House of Sand and Fog: A Comparison The novel House of Sand and Fog is a brilliant examination of the consequences that can arise when figures from two different cultures collide due to circumstances that are often beyond their control. Written by Andre Dubus III in 1999 and adapted as a major motion picture in 2003, House of Sand and Fog was prescient in its author and then director sought to explore what conflicts can emerge between the Western world and immigrants from the Middle East that has been played out in the real world from the events of September 11, 2001, to the wars of Iraq and Afghanistan. While both the novel and the film adaptation are powerful meditations on the nature of cultural conflict seen through the prism of...The end:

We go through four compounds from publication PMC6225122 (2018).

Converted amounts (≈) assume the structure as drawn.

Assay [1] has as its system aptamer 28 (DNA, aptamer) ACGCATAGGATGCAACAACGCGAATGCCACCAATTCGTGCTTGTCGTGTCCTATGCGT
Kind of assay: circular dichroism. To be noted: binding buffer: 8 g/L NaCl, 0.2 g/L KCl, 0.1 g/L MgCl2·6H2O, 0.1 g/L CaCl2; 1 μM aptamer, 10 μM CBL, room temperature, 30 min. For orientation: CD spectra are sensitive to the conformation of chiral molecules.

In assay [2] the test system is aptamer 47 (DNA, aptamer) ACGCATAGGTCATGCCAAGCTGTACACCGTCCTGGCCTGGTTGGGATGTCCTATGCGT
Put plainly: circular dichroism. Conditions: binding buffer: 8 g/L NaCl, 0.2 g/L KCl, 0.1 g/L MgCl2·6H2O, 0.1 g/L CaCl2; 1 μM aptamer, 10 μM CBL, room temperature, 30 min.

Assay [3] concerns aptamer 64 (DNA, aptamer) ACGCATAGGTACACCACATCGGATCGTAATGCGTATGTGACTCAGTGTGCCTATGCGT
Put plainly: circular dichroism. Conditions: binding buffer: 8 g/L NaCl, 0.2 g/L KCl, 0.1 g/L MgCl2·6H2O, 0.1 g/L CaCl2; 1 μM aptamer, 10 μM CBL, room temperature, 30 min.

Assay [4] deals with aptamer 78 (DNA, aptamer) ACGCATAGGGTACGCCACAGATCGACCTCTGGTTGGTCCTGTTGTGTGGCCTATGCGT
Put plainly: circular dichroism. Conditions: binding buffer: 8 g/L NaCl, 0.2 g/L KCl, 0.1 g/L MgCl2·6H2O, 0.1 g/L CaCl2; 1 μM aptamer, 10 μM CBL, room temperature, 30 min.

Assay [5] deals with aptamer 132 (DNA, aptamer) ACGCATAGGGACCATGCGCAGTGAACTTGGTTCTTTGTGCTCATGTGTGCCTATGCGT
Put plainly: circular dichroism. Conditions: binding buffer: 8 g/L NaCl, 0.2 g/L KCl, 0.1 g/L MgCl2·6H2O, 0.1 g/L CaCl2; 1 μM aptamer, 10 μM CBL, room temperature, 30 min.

.....ultural differences while the book makes them explicit. The differences between the book and the film adaptation of House of Sand and Fog are important because they reveal the differing strengths of the novel and cinema and the contrasting tools they use to generate dramatic tension. First-person narration and character development is one way that Dubus uses the novel’s techniques to craft an effective narrative. Slow-motion flashbacks and foreshadowing are the tools used by Perelman to illustrate his adaptation take on Dubus’ book. Bibliography Dubus, A. (2000). House of sand and fog. New York: Vintage Contemporaries. Perelman, V. (Writer) (2003). House of Sand and Fog. In M. L. Vadim Perelman (Producer): Dreamworks Distribution LLC (USA).